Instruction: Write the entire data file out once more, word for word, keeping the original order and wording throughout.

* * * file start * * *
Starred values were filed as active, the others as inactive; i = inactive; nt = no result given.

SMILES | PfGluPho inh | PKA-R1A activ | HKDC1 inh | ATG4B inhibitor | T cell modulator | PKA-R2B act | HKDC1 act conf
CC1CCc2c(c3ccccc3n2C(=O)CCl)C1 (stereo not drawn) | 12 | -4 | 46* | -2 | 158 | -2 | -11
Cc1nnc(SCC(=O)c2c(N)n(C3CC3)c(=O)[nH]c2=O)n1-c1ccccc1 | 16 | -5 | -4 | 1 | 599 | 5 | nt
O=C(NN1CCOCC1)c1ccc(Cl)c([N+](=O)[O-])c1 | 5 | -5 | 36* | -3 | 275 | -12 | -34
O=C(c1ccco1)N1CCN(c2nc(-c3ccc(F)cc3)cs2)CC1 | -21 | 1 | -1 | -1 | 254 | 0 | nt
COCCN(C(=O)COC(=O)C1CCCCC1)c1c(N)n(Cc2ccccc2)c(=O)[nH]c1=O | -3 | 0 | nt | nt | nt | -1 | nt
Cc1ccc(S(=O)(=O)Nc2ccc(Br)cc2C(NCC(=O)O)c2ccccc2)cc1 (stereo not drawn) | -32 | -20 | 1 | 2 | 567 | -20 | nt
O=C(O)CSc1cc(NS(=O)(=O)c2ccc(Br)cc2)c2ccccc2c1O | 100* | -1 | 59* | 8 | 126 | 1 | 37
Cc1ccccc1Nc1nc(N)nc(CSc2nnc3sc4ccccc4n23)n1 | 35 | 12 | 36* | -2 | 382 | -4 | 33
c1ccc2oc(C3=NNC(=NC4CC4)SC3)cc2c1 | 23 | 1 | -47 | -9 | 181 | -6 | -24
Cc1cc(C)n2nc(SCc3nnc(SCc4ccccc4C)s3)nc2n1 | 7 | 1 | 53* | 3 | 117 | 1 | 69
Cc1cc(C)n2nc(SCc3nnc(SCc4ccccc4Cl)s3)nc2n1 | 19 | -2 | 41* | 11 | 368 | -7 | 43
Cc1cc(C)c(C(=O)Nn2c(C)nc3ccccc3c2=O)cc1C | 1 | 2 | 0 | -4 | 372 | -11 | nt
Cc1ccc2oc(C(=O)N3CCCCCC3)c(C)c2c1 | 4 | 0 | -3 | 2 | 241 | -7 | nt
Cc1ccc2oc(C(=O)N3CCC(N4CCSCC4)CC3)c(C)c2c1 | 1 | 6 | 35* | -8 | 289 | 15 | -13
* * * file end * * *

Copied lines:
Starred values were filed as active, the others as inactive; i = inactive; nt = no result given.

SMILES | PfGluPho inh | PKA-R1A activ | HKDC1 inh | ATG4B inhibitor | T cell modulator | PKA-R2B act | HKDC1 act conf
CC1CCc2c(c3ccccc3n2C(=O)CCl)C1 (stereo not drawn) | 12 | -4 | 46* | -2 | 158 | -2 | -11
Cc1nnc(SCC(=O)c2c(N)n(C3CC3)c(=O)[nH]c2=O)n1-c1ccccc1 | 16 | -5 | -4 | 1 | 599 | 5 | nt
O=C(NN1CCOCC1)c1ccc(Cl)c([N+](=O)[O-])c1 | 5 | -5 | 36* | -3 | 275 | -12 | -34
O=C(c1ccco1)N1CCN(c2nc(-c3ccc(F)cc3)cs2)CC1 | -21 | 1 | -1 | -1 | 254 | 0 | nt
COCCN(C(=O)COC(=O)C1CCCCC1)c1c(N)n(Cc2ccccc2)c(=O)[nH]c1=O | -3 | 0 | nt | nt | nt | -1 | nt
Cc1ccc(S(=O)(=O)Nc2ccc(Br)cc2C(NCC(=O)O)c2ccccc2)cc1 (stereo not drawn) | -32 | -20 | 1 | 2 | 567 | -20 | nt
O=C(O)CSc1cc(NS(=O)(=O)c2ccc(Br)cc2)c2ccccc2c1O | 100* | -1 | 59* | 8 | 126 | 1 | 37
Cc1ccccc1Nc1nc(N)nc(CSc2nnc3sc4ccccc4n23)n1 | 35 | 12 | 36* | -2 | 382 | -4 | 33
c1ccc2oc(C3=NNC(=NC4CC4)SC3)cc2c1 | 23 | 1 | -47 | -9 | 181 | -6 | -24
Cc1cc(C)n2nc(SCc3nnc(SCc4ccccc4C)s3)nc2n1 | 7 | 1 | 53* | 3 | 117 | 1 | 69
Cc1cc(C)n2nc(SCc3nnc(SCc4ccccc4Cl)s3)nc2n1 | 19 | -2 | 41* | 11 | 368 | -7 | 43
Cc1cc(C)c(C(=O)Nn2c(C)nc3ccccc3c2=O)cc1C | 1 | 2 | 0 | -4 | 372 | -11 | nt
Cc1ccc2oc(C(=O)N3CCCCCC3)c(C)c2c1 | 4 | 0 | -3 | 2 | 241 | -7 | nt
Cc1ccc2oc(C(=O)N3CCC(N4CCSCC4)CC3)c(C)c2c1 | 1 | 6 | 35* | -8 | 289 | 15 | -13